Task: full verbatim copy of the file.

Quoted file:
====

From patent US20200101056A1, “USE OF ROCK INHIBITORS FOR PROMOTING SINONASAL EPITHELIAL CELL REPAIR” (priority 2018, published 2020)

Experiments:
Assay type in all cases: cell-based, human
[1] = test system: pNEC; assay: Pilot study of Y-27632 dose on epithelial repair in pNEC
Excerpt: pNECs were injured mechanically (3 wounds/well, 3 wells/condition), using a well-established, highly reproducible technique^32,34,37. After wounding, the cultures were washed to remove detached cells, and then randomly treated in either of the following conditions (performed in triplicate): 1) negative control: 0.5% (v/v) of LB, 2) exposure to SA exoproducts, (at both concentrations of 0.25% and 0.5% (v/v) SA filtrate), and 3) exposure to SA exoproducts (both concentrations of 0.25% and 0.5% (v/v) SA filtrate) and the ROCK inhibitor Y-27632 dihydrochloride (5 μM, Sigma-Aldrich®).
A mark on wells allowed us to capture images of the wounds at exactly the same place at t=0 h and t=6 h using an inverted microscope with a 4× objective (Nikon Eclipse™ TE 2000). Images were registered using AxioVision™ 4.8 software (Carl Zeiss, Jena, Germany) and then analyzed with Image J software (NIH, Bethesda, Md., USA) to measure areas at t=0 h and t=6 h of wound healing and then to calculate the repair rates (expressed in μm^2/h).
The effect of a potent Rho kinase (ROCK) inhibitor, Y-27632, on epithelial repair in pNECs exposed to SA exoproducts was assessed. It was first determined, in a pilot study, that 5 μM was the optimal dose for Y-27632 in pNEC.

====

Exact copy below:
From patent US20200101056A1, “USE OF ROCK INHIBITORS FOR PROMOTING SINONASAL EPITHELIAL CELL REPAIR” (priority 2018, published 2020)

Experiments:
Assay type in all cases: cell-based, human
[1] = test system: pNEC; assay: Pilot study of Y-27632 dose on epithelial repair in pNEC
Excerpt: pNECs were injured mechanically (3 wounds/well, 3 wells/condition), using a well-established, highly reproducible technique^32,34,37. After wounding, the cultures were washed to remove detached cells, and then randomly treated in either of the following conditions (performed in triplicate): 1) negative control: 0.5% (v/v) of LB, 2) exposure to SA exoproducts, (at both concentrations of 0.25% and 0.5% (v/v) SA filtrate), and 3) exposure to SA exoproducts (both concentrations of 0.25% and 0.5% (v/v) SA filtrate) and the ROCK inhibitor Y-27632 dihydrochloride (5 μM, Sigma-Aldrich®).
A mark on wells allowed us to capture images of the wounds at exactly the same place at t=0 h and t=6 h using an inverted microscope with a 4× objective (Nikon Eclipse™ TE 2000). Images were registered using AxioVision™ 4.8 software (Carl Zeiss, Jena, Germany) and then analyzed with Image J software (NIH, Bethesda, Md., USA) to measure areas at t=0 h and t=6 h of wound healing and then to calculate the repair rates (expressed in μm^2/h).
The effect of a potent Rho kinase (ROCK) inhibitor, Y-27632, on epithelial repair in pNECs exposed to SA exoproducts was assessed. It was first determined, in a pilot study, that 5 μM was the optimal dose for Y-27632 in pNEC.